You know what they say: it’s all fun and games until someone gets hurt.
Nothing rings more true than the story of Action Park, the legendary New Jersey entertainment venue that’s been affectionately known for decades as the “world’s most dangerous amusement park.” During its heyday in the 1980s and 90s, Action Park was a rite of passage for local teens, and many proudly wore the battle scars (and bumps and bruises and broken bones) to prove their toughness. The documentary “Class Action Park” weaves together grainy video footage, documents, and old recordings to expose just how unsafe — and how thrilling — this playground really was.
Directors Seth Porges and Chris Charles Scott III tell the rest of their story through charmingly unrefined animation, accompanied by casual talking heads who were former guests and employees of the park. The interviews feel like you’re sitting down with old friends to spin some yarns about the good old days. You never know who is recounting actual facts, who is spreading a tall-tale urban legend, and who is relying on a fuzzy memory that idealizes the craziness that went on inside the admission gate.
Like the crazy story about finding human teeth embedded in the physics-defying Cannonball Loop water slide. Or that one time when a bunch of liquored-up kids raced the park’s fleet of go-karts on the adjacent major highway. Or the overnight drug parties in the storage cabin. Or the countless broken arms that resulted from young men being taunted and called chicken before they jumped feet first into frigid water from a too-high cliff.
Many of the film’s subjects have similar stories to tell, so you know most of this stuff has to be true.
“It was something between Ayn Rand and ‘Lord of the Flies,'” snorts one. Another laughs, “the average customer at Action Park was insane.”
Doesn’t sound like either is wrong in their assessment.
The lawless, “Wild West” atmosphere at Action Park was exacerbated by a culture that thumbed its nose at rules and regulations. There was a limited regard for safety, both from the park’s owner and the inexperienced staff of 16-year-olds who found themselves in charge of out-of-control patrons. Dangerous rides were being operated by a careless workforce who lacked safety training and common sense. Adding fuel to the fire were gangs of riled-up kids, high-risk attractions, and free-flowing booze. The film makes it sound like the coolest place on Earth, before the park’s list of serious injuries and deaths is finally exposed.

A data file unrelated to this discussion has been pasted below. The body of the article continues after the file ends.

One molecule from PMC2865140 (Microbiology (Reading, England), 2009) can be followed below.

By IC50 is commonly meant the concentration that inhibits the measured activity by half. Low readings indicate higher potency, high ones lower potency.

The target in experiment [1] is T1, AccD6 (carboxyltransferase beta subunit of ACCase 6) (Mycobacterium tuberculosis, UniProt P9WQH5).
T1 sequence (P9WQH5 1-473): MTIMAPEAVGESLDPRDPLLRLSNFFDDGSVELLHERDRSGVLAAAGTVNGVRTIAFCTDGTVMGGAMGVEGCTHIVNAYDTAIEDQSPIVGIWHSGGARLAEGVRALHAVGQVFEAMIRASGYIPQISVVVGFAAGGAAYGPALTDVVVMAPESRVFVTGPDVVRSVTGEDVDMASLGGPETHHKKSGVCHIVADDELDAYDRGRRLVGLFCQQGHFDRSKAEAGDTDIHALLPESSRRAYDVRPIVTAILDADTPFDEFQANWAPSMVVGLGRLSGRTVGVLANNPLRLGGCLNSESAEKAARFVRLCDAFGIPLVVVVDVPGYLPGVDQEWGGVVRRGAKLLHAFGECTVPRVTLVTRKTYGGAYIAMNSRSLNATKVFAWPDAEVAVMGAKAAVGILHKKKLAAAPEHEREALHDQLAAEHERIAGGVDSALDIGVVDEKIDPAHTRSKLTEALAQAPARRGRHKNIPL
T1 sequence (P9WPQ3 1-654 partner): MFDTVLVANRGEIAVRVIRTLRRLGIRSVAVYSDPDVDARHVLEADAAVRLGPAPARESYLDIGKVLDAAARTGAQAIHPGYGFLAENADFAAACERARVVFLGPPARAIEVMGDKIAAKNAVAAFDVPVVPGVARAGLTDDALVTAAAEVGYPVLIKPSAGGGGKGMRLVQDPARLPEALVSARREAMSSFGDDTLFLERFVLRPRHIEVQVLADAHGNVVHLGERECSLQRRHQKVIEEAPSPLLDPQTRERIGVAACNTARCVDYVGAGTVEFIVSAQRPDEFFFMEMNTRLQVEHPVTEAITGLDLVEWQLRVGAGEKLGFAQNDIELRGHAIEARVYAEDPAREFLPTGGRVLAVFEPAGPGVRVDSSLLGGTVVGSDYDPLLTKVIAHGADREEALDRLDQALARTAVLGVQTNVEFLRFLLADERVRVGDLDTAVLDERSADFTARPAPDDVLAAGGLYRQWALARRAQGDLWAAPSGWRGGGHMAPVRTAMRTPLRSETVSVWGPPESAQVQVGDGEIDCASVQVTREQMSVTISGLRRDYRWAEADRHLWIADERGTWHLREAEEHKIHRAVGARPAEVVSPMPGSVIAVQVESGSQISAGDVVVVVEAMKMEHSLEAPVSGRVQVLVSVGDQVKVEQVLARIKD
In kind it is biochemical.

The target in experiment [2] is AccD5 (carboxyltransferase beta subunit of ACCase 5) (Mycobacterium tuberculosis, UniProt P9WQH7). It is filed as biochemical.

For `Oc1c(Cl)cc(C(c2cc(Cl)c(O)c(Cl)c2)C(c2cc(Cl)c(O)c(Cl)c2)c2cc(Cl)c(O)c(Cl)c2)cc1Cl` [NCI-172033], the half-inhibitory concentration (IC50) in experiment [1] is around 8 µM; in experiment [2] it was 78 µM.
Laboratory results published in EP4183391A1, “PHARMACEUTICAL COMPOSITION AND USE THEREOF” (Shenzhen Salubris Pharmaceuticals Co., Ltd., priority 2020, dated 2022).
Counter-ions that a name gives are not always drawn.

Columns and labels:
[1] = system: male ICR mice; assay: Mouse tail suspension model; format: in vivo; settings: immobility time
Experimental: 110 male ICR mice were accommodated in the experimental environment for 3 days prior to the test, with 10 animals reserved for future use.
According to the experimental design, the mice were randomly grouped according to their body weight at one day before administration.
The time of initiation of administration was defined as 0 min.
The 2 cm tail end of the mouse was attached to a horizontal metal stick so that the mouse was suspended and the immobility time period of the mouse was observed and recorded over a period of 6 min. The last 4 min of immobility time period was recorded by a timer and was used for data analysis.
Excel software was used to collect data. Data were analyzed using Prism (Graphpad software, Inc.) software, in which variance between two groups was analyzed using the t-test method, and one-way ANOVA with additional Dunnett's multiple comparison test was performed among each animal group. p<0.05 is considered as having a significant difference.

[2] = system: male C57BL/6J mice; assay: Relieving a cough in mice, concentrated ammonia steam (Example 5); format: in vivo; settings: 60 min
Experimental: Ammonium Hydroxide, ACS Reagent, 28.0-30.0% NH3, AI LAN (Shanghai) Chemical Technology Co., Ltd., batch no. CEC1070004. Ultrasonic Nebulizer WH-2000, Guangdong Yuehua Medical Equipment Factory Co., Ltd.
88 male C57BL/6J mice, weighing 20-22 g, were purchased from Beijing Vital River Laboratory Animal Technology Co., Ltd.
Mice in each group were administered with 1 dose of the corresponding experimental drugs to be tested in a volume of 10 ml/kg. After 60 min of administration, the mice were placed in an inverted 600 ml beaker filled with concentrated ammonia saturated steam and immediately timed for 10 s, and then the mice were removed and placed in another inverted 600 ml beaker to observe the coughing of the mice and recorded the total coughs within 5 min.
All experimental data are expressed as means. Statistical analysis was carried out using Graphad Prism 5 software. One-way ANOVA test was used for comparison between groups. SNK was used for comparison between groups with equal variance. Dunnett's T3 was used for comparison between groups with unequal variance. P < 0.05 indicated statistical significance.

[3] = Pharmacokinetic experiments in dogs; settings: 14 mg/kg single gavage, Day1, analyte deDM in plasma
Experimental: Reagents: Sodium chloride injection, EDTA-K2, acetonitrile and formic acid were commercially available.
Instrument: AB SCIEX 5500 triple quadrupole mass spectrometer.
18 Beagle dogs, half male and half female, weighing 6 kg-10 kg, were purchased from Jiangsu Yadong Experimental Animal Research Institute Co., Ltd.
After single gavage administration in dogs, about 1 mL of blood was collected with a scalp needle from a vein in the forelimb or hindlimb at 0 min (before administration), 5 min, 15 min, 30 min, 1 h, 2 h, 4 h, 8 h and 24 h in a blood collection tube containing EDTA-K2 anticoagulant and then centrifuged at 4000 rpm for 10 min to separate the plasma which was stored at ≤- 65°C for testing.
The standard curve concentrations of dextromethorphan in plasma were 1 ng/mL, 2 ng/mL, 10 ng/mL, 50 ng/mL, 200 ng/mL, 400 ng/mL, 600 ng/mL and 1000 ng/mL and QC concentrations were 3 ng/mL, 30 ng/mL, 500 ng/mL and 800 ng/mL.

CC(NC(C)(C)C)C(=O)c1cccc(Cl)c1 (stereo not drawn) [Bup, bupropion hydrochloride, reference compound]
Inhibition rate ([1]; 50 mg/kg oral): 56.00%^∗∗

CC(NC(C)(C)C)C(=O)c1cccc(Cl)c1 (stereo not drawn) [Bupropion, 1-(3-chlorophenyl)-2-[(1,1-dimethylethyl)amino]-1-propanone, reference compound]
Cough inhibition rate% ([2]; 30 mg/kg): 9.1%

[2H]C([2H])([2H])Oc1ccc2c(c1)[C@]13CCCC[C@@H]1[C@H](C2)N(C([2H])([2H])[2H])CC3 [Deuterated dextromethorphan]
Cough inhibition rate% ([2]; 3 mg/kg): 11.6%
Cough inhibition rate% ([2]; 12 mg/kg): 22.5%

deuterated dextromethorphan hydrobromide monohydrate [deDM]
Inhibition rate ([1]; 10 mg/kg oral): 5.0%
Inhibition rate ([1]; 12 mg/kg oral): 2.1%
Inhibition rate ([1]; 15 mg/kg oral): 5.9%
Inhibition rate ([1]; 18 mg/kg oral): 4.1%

This nostalgic trip back to the carefree summers of decades past is a hoot until you realize that people actually died here. That’s what gives “Action Park” a unique, darkly humorous tone. The film grows somber when Esther Larsson shows up. She’s the mother of 19-year-old George Jr., the first park guest to die on one of the rides. George died in 1980 after a horrific accident on the 2,700 foot long concrete track of the Alpine Slide, and his parents are still filled with so much anger towards the place 40 years later.
Things get more shocking when it’s disclosed that park founder Gene Mulvihill tried to cover up the death by lying and claiming George was an employee so he wouldn’t be required to report the incident to the state. It’s damning and infuriating stuff, and it’ll make you feel guilty for giggling at the rambunctious stories about the park’s rides just moments before.
There’s a lot of heavy material towards the end of the documentary, but the film is a reminder of how far we’ve come in relation to safety requirements at water parks. You may grow wistful with the collective walk down memory lane, but the story ends with a tonal shift that’s a real gut-puncher.
By: Louisa Moore